On both sides of the oder: Judith Hermann's intertextual relationship with Theodor Fontane in Summerhouse, Later

Research output: Contribution to journalArticle

Abstract

Judith Hermann's works have attracted considerable criticism for their supposedly slight portrayal of passively drifting characters and for their alleged failure to engage with the socio-political realities of contemporary life in the Berlin Republic. Only very recently have scholars paid attention to the hidden concern with memory expressed in her books, and have set out to examine their intertextual depth. This paper explores these previously neglected historical references in Summerhouse, later and analyses the book's intricate intertextual allusions with specific reference to Theodor Fontane's works. It examines how the tentative existence, which Hermann's characters experience, is the product of a hesitant and fruitless confrontation with questions of German history and nationhood. Using pervasive water imagery, Hermann shows present-day Germany as a continually contested territory with a fluid identity shaped by an abundance of conflicting narratives. In this context, the allusions to Fontane as a representative of the Wilhelminian period serve as references to a continuing German tradition of repression and marginalisation. At the same time, Hermann recognises Fontane's ambivalent political stance combining elements of social criticism with a general endorsement of social order. Ultimately, the seemingly indifferent attitude of Hermann's characters and the elegiac style used to portray them, emerge as a distancing mechanism that functions as a postmodern variant of Fontane's irony and is shaped by a similar sense of skepticism towards developments in German society and national history.

Translated title of the contributionOn both sides of the oder: Judith Hermann's intertextual relationship with Theodor Fontane in Summerhouse, Later
LanguageGerman
Pages523-540
Number of pages18
JournalNeophilologus
Volume97
Issue number3
Early online date16 Sep 2012
DOIs
Publication statusPublished - 8 Jun 2013
EventFrühjahrstagung Fontane-Kreis Großbritannien und Irland - Royal Holloway , University of London, United Kingdom
Duration: 21 May 201121 May 2011

Fingerprint

social criticism
irony
social order
repression
history
Berlin
criticism
narrative
water
present
Intertextual
Summerhouse
experience
Allusion
Society
Imagery
Social Criticism
Germany
Criticism
Nationhood

Bibliographical note

The original publication is available at www.springerlink.com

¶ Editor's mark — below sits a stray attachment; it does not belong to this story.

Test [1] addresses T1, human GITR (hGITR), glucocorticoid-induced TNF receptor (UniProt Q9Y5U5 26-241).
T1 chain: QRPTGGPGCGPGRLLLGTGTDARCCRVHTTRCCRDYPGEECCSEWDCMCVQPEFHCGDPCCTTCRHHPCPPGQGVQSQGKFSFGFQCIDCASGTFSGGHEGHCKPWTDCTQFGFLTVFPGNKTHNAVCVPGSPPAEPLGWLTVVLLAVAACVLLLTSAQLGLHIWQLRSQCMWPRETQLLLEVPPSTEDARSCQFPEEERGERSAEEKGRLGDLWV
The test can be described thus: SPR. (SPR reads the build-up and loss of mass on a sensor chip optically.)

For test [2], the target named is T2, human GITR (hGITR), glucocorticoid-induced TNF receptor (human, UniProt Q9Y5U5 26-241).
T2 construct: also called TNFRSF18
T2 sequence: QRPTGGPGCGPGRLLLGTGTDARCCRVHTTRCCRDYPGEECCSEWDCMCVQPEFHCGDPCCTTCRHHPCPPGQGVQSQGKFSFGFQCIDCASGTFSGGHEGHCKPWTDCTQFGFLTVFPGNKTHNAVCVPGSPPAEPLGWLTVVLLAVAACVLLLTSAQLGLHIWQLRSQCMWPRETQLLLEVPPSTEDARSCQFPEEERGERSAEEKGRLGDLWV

Keywords

  • contemporary German literature
  • Effi Briest
  • gender studies
  • intertextuality
  • Judith Hermann
  • memory studies
  • national identity
  • Sommerhaus, später
  • Theodor Fontane

Cite this

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abstract = "Judith Hermann's works have attracted considerable criticism for their supposedly slight portrayal of passively drifting characters and for their alleged failure to engage with the socio-political realities of contemporary life in the Berlin Republic. Only very recently have scholars paid attention to the hidden concern with memory expressed in her books, and have set out to examine their intertextual depth. This paper explores these previously neglected historical references in Summerhouse, later and analyses the book's intricate intertextual allusions with specific reference to Theodor Fontane's works. It examines how the tentative existence, which Hermann's characters experience, is the product of a hesitant and fruitless confrontation with questions of German history and nationhood. Using pervasive water imagery, Hermann shows present-day Germany as a continually contested territory with a fluid identity shaped by an abundance of conflicting narratives. In this context, the allusions to Fontane as a representative of the Wilhelminian period serve as references to a continuing German tradition of repression and marginalisation. At the same time, Hermann recognises Fontane's ambivalent political stance combining elements of social criticism with a general endorsement of social order. Ultimately, the seemingly indifferent attitude of Hermann's characters and the elegiac style used to portray them, emerge as a distancing mechanism that functions as a postmodern variant of Fontane's irony and is shaped by a similar sense of skepticism towards developments in German society and national history.",
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